This definition of “broker,” as amended by the IIJA, has been criticized by some members of Congress and many in the cryptocurrency industry as overbroad, as the language could potentially pick up other participants in the cryptocurrency ecosystem such as miners and wallet developers, rather than merely cryptocurrency exchanges.  A bipartisan group of legislators attempted to revise the language to address these concerns, but the proposed amendment did not make it into the final bill.  While it remains to be seen how the U.S. Treasury, which will be tasked with implementing the new reporting requirement, will interpret the language, unofficial statements from Treasury indicate that it will not seek to enforce this requirement against miners and hardware developments.

The IIJA also amends Section 6050I, which generally requires taxpayers who receive over $10,000 in cash in the course of the taxpayer’s trade or business to report this receipt to the IRS on Form 8300, to apply to receipts of digital assets. The new reporting requirements are effective for returns required to be filed and statements required to be furnished after December 31, 2023.

The new reporting requirements are projected to raise additional revenue of $28 billion over the next ten years, according to estimates prepared by the Joint Committee on Taxation—a sizable sum, though unlikely to make a significant impact on the tax gap.

Other legislative proposals

Other potential legislative changes affecting the taxation of cryptocurrency transactions are currently under consideration by Congress.  The “Build Back Better Act” (BBBA), which was approved by the U.S. House of Representatives only to stall in the U.S. Senate, would expand the “wash sale” rules of Code Section 1091 and the constructive sale rule of Code Section 1259 to cryptocurrency assets. A wash sale is a strategy that effectively provides an investor with a tax-deductible loss while maintaining their position in an investment. Code Section 1091(a) disallows an immediate loss deduction in circumstances where a taxpayer sells at a loss and reacquires the same asset or something “substantially similar” within thirty days before or after the loss sale but is limited by its terms to loss sales of stock, securities, and certain options.  Because cryptocurrencies are not considered “securities” for purposes of these rules under current law, crypto-investors have been able to obtain a tax benefit by “harvesting” tax losses during market downswings without actually cashing out of the investment.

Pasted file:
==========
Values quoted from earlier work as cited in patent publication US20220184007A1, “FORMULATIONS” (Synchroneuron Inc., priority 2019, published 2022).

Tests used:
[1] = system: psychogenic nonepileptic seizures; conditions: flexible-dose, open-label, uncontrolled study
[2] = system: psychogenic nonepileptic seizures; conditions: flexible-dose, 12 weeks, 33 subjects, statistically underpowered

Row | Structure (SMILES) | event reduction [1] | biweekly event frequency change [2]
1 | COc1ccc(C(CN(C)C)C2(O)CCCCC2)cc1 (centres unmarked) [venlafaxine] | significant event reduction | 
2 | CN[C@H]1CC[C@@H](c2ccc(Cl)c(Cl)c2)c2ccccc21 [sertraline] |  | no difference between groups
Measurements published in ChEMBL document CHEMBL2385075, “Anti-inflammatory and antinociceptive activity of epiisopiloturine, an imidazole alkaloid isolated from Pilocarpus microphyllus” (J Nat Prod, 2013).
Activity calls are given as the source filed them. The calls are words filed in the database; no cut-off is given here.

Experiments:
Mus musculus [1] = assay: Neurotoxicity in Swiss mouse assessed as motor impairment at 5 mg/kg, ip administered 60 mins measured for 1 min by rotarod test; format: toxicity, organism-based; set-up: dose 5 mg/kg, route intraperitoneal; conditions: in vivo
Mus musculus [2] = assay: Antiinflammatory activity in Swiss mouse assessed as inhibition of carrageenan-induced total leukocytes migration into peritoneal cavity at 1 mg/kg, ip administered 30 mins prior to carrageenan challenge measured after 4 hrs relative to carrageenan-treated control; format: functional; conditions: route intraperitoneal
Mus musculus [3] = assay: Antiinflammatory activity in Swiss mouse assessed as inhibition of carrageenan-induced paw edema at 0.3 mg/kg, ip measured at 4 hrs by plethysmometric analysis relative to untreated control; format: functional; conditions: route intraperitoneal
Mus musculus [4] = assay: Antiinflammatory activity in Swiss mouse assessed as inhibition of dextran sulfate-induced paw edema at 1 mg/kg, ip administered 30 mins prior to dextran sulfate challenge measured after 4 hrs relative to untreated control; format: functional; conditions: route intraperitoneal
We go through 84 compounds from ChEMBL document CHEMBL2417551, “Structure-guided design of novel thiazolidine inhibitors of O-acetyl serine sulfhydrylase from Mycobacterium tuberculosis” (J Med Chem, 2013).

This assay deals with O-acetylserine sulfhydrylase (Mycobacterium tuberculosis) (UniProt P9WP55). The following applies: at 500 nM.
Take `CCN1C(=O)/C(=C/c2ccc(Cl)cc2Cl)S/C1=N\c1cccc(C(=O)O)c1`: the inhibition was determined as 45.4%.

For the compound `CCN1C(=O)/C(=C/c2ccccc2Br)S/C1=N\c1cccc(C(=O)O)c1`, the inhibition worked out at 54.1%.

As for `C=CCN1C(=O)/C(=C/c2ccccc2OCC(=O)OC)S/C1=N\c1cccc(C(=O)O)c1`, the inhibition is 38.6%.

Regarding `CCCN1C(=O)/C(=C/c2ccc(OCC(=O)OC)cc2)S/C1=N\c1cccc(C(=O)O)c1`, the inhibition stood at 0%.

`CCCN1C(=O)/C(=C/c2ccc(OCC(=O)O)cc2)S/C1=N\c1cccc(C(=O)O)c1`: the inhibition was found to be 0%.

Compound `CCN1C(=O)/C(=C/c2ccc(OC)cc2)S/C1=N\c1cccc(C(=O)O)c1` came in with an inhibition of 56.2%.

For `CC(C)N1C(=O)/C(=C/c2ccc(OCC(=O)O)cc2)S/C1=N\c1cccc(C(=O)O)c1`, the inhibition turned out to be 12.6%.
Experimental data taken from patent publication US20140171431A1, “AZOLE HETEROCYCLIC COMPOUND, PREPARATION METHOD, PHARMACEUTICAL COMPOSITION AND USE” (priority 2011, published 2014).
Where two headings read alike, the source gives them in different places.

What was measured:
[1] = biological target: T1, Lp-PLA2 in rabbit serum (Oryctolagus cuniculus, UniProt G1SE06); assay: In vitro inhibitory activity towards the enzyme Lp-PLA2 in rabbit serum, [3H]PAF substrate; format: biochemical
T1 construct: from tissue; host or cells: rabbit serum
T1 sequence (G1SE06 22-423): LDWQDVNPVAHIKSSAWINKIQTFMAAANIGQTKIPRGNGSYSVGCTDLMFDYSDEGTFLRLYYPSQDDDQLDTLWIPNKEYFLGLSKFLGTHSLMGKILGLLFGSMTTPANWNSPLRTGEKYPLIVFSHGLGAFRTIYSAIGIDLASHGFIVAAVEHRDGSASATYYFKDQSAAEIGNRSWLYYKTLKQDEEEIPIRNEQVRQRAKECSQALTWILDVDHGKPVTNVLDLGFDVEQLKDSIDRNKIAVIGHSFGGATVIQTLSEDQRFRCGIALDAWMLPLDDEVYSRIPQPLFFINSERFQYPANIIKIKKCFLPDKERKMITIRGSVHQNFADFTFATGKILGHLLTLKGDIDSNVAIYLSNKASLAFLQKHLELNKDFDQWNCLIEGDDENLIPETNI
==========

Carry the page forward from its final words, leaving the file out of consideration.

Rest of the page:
The constructive sale rules in Code Section 1259 are intended to address the reverse situation—a taxpayer effectively liquidates an appreciated financial position without recognizing taxable gain. Under current law, disposing of an appreciated financial position in any stock, debt instrument, or partnership interest in a short sale or futures or forward contract for the same or substantially similar property is treated as a constructive sale and therefore a taxable event.  The BBBA would limit use of both the wash sale and constructive sale strategies by cryptocurrency investors by extending application of Code Sections 1091 and 1259 to digital assets such as cryptocurrency.

It remains to be seen whether Congress will revisit these proposals in 2022, either as part of the BBBA or a standalone bill.  However, the proposed changes suggest growing interest in Congress in closing what some perceive to be “tax loopholes” with respect to this asset class. (The changes to the wash sale and constructive sale rules discussed above were estimated to raise $16.8 billion over 10 years, per the Joint Committee on Taxation.) We will update our coverage on these proposals as discussions in Congress continue.